At long last, after having his innocence upheld in the Scottish courts, Alex Salmond, the former leader of the Scottish National Party and First Minister of Scotland, gets his day in parliament. Here at the Random Public Journal we will be following the events in Holyrood live and reporting things as they happen. This promises to be an exciting day in Scottish politics, and – as some commenters have suggested – what is revealed today might just be the game changer we have been looking for.
Who exactly gives Mark Zuckerberg the right to say what we can and cannot express online? Sure, clear cases of hate speech and incitement to violence should – by law – be removed and offenders brought to book, but we already have laws for that. It’s upsetting that Facebook can remove content it arbitrarily finds unpleasant or distasteful. But it is a private company; it’s Facebook’s platform and Facebook’s rules. But what’s really concerning – even worrying – is that governments appear to have a say in what and what can’t be shared on the site.
When The Guardian breaks from its usual sedate and hipster fare to inform us the government is considering calling in the Ministry of Defence to transport food and that the bosses of big business are predicting “civil unrest,” I think we should wake up. Suddenly the world of the ordinary and everyday is behaving like the worlds of familiar disaster fantasy, and – what’s more – we know where it all ends. We’ve read this book and watched this film a thousand times before. We know the rules.
The headline, given that most people seeing it don’t read further, has already misguided the public. Fraser will no doubt say he wasn’t responsible for it, but its use of a headcount of “5,000” more seeking work in Scotland inaccurately describes the reality of the figures. In fairness, Fraser does explain that “the rise appeared to be due to more women seeking work, while male unemployment remained the same,” but the damage has been done. Readers have already been misled into believing that the economy is worsening – which is not true.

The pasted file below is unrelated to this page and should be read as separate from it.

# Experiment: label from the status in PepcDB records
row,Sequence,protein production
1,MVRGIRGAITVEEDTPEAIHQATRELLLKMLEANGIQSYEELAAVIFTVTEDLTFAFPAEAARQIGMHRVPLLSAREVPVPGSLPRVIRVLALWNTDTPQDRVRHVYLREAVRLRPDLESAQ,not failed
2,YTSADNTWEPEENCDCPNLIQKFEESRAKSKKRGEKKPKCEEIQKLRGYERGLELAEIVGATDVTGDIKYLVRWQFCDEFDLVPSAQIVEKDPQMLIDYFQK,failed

Yesterday, at long last, the directors at the BBC caved in to public pressure and called David Duguid – the Scottish Conservative and Unionist MP for Banff & Buchan – onto the show to answer some not-so tough questions. Considering the charges currently being laid against his party; that he and others received potentially illegal donations from a network of political associations set up and used so as to obfuscate the sources of the money, this was a brilliant opportunity for Gary Robertson to grill Mr Duguid and shed some much-needed light on this growing political scandal.
The British Broadcasting Corporation is great at what it does. Our problem was that for so long very many of us didn’t know what its true purpose was. It was never intended to inform us – it is there to form us, and the same can be said for the overwhelming majority of the rest of the Scottish media. When we have news programmes, newspapers, and journalists insinuating that the former leader of the party in government in Holyrood is working for the Kremlin...
David Leask’s job isn’t to spot lies. He may want to convince himself that this is what he does for a living, but he’s deluding himself. Mr Leask can’t even spot the lies in his own paper. He hasn’t commented on the astronomical number of retractions The Herald has had to publish in relation to its coverage of the Scottish National Party, Nicola Sturgeon, and the Scottish government (see the pattern?). Retractions on page 12 a week later, as The Herald knows, don’t correct the damage done by a lie published in bold on the front page – and that’s how it works.
There’s a four day old report on the BBC website that’s refusing to go away. On the 22 February the BBC published a video report covering the cost of recladding a private apartment complex at Glasgow Harbour found to have “similar” cladding to that believed to have accelerated the spread of the fire on Grenfell Tower in June last year. As a result of that tragedy building inspections were carried out on local authority high rises throughout the United Kingdom, finding that of the 173 structures tested in England and Wales 165 were clad with the hazardous material.